The Beast looked on, exasperated but striving to be patient, all at once.
            “You Jews,” he said, “You just don’t give up, do you?”
            I looked at him, puzzled, holding the book before me, like a shield, or a talisman.
            “When will you give up?” he said, “You’ve lost. It’s over. We—the Demogorgon and I—have the advantage, don’t you see?”
            “I—I—we have Torah, we have Talmud, we have History, we are a small people, we are in the Right, we….” I stammered.
            “Oh, Rubbish!” the Dragon snorted. “There is no Right, no Morality. That all went up in flames in Gaza. Don’t you see, Rabbi? Puff-Puff-Puff. It’s all Mine, now, Mine and the Demogorgon’s—not that He cares a baby’s ass about the whole Affair. He is Uninvolved; he floats in Space, clear and free. There is no—well, you know—God. There is only Time, and Space, and Happenstance, and Human Free Will. Yes: Free Will. And you’ve all gone and bollixed that one up good and well, now, haven’t you?”
            His face creased into wrinkles of what were supposed to be Amusement, but which served only to make him look even Uglier. I thought of the Duchess in Alice in Wonderland, but the Duchess never stank like this Dragon-Beast, as he swished his tail, to-and-fro, while Kirby yelped and hid under the kitchen table, clutching his favorite squeaky toy.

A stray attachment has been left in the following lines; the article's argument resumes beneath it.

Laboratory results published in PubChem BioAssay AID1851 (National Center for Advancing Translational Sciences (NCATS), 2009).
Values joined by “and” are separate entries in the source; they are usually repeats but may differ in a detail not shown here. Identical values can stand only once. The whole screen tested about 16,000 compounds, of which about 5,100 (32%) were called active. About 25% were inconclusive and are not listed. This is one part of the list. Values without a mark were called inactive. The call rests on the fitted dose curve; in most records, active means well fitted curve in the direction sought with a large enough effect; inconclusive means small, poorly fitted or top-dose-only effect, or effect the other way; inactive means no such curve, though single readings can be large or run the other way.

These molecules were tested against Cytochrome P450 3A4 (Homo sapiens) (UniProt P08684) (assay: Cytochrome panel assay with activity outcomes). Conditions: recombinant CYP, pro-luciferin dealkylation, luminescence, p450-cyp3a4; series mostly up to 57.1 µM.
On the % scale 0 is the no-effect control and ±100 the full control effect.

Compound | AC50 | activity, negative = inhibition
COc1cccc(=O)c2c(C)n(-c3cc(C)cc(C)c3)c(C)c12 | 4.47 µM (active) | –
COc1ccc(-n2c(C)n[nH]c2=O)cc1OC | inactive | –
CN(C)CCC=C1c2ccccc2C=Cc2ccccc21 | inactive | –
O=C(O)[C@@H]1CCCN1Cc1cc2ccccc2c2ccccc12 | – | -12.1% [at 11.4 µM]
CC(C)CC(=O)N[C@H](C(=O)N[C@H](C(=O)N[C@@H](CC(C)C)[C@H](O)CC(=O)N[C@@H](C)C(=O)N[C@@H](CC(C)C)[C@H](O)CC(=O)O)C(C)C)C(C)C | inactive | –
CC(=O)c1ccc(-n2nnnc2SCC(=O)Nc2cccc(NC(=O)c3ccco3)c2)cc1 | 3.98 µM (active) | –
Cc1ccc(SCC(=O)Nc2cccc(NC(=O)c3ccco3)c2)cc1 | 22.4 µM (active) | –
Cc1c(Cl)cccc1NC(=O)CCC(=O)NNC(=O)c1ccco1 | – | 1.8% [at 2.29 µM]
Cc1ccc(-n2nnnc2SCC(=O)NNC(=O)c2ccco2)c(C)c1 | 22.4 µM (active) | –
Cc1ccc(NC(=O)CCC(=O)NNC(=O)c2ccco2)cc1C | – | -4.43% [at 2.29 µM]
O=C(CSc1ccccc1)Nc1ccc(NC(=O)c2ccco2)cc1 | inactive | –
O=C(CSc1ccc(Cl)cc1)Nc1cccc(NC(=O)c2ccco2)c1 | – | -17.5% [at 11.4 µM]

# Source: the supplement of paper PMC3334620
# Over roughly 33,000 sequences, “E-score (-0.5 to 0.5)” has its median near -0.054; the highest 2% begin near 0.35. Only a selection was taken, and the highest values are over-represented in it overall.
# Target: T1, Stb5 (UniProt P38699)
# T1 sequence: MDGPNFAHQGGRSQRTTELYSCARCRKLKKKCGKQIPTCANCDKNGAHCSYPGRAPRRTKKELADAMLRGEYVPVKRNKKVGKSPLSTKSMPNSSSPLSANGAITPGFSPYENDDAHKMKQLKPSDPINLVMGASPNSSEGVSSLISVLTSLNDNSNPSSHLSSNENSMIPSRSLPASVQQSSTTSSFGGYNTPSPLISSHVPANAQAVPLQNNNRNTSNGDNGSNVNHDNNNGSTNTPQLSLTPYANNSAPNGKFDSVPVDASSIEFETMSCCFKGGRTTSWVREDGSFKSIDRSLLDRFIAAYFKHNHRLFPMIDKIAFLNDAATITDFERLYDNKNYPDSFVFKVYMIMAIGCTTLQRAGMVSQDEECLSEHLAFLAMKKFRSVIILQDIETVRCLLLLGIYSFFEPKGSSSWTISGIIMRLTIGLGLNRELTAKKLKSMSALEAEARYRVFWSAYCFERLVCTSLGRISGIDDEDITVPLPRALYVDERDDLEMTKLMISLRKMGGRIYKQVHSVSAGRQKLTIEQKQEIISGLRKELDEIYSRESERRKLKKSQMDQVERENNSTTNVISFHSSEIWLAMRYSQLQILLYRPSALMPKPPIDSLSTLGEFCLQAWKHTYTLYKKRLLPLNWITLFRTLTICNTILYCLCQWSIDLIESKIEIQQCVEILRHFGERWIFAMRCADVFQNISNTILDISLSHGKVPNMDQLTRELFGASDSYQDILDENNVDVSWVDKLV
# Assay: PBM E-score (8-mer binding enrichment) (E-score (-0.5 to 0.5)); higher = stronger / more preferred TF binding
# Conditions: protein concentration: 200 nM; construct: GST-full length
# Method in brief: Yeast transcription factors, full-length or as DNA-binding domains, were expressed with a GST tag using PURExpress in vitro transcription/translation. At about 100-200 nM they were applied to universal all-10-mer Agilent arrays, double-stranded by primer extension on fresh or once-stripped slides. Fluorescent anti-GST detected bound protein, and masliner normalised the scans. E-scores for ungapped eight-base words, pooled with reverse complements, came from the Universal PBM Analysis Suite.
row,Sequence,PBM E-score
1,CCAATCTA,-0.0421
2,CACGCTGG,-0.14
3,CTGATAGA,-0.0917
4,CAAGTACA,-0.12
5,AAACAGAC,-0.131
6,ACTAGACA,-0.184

I spoke; I had to; I was a rabbi, after all, and would speak for as long as God and Right gave me the Strength:
“God rules; only God, even when He Hides His Face—a Hester Panim, His Hidden Godly Countenance—we do mitzvote to Cause the Revelation of the Godly Countenance.” I continued to recite, doggedly, almost robot-like. “There is a Judge, and a Judgment,” I went on, realizing as I spoke how tired I felt—
Too many English papers to grade, I thought; too many news stories about the War, the War, the War….
            “You’ve lost,” said the Dragon, with an air of exaggerated patience, “Don’t you see? There is only Strength, and Action, and Military Might. Kill them before they kill you. Last man standing. Hamas rockets IDF; IDF strikes back at Hamas. Rockets fly at Tel Aviv; Tanks fire at Gaza. Israelis cower in shelters; Palestinians die in Gaza. Back-and-forth, back-and-forth, endlessly. Blood, carnage, death. Marches, countermarches, demonstrations, screaming, hatred, no peace. Jews right, Jews wrong; Palestinians angels, Palestinians villains. World in turmoil. That is what we planned, aeons ago—soon, He will come, and rule over All.”
            “Wh-who?” I asked, trying to fight off a strong feeling of dizziness. The room, full of that coppery smell, was growing closer and darker. The table-lamp appeared to be a slight spark, gleaming amid a fog of redness—
The blood in the air, I realized; the same blood the Beast is drinking.
            Hebron or Gaza? I remember asking myself.
            “The Universe will be Ours!” chuckled the Dragon, bubbling into a fresh serving in his pewter winecup—though I knew it contained liquid far more ghastly than any earthly wine. “I will become Yaldabaoth, once again. Every death, every fresh killing releases the Dark Sparks that enliven me. There will be a Second Coming, and it will be Soon, and Deadly, oh yes, believe me….”

            That is all I remember.